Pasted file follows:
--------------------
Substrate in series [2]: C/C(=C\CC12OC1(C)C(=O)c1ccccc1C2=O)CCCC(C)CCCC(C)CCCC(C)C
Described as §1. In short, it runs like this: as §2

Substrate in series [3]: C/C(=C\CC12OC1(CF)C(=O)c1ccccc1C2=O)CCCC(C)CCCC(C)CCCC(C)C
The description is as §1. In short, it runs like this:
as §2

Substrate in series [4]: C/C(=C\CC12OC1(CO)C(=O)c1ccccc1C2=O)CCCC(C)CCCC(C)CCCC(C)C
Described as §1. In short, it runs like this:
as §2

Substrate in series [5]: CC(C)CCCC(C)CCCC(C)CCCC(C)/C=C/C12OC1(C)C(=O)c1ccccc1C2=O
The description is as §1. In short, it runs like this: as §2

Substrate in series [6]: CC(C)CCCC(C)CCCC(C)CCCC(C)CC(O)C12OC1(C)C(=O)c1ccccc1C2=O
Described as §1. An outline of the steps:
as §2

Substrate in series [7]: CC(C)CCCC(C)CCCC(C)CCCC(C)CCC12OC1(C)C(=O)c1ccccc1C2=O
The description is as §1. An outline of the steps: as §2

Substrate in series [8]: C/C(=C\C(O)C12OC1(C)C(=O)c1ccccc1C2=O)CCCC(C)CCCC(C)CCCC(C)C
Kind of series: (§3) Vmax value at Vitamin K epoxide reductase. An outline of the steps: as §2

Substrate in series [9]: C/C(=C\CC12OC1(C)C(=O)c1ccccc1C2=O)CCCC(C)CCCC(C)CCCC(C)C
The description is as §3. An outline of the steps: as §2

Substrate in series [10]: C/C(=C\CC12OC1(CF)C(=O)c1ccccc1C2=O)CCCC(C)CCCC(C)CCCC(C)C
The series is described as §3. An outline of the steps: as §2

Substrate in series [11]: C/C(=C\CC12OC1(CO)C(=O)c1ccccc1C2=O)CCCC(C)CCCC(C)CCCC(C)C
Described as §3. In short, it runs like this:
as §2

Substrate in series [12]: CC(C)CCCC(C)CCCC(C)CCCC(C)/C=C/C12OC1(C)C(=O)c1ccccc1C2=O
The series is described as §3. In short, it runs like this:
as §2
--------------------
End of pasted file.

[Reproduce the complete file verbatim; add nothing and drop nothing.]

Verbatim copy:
Substrate in series [2]: C/C(=C\CC12OC1(C)C(=O)c1ccccc1C2=O)CCCC(C)CCCC(C)CCCC(C)C
Described as §1. In short, it runs like this: as §2

Substrate in series [3]: C/C(=C\CC12OC1(CF)C(=O)c1ccccc1C2=O)CCCC(C)CCCC(C)CCCC(C)C
The description is as §1. In short, it runs like this:
as §2

Substrate in series [4]: C/C(=C\CC12OC1(CO)C(=O)c1ccccc1C2=O)CCCC(C)CCCC(C)CCCC(C)C
Described as §1. In short, it runs like this:
as §2

Substrate in series [5]: CC(C)CCCC(C)CCCC(C)CCCC(C)/C=C/C12OC1(C)C(=O)c1ccccc1C2=O
The description is as §1. In short, it runs like this: as §2

Substrate in series [6]: CC(C)CCCC(C)CCCC(C)CCCC(C)CC(O)C12OC1(C)C(=O)c1ccccc1C2=O
Described as §1. An outline of the steps:
as §2

Substrate in series [7]: CC(C)CCCC(C)CCCC(C)CCCC(C)CCC12OC1(C)C(=O)c1ccccc1C2=O
The description is as §1. An outline of the steps: as §2

Substrate in series [8]: C/C(=C\C(O)C12OC1(C)C(=O)c1ccccc1C2=O)CCCC(C)CCCC(C)CCCC(C)C
Kind of series: (§3) Vmax value at Vitamin K epoxide reductase. An outline of the steps: as §2

Substrate in series [9]: C/C(=C\CC12OC1(C)C(=O)c1ccccc1C2=O)CCCC(C)CCCC(C)CCCC(C)C
The description is as §3. An outline of the steps: as §2

Substrate in series [10]: C/C(=C\CC12OC1(CF)C(=O)c1ccccc1C2=O)CCCC(C)CCCC(C)CCCC(C)C
The series is described as §3. An outline of the steps: as §2

Substrate in series [11]: C/C(=C\CC12OC1(CO)C(=O)c1ccccc1C2=O)CCCC(C)CCCC(C)CCCC(C)C
Described as §3. In short, it runs like this:
as §2

Substrate in series [12]: CC(C)CCCC(C)CCCC(C)CCCC(C)/C=C/C12OC1(C)C(=O)c1ccccc1C2=O
The series is described as §3. In short, it runs like this:
as §2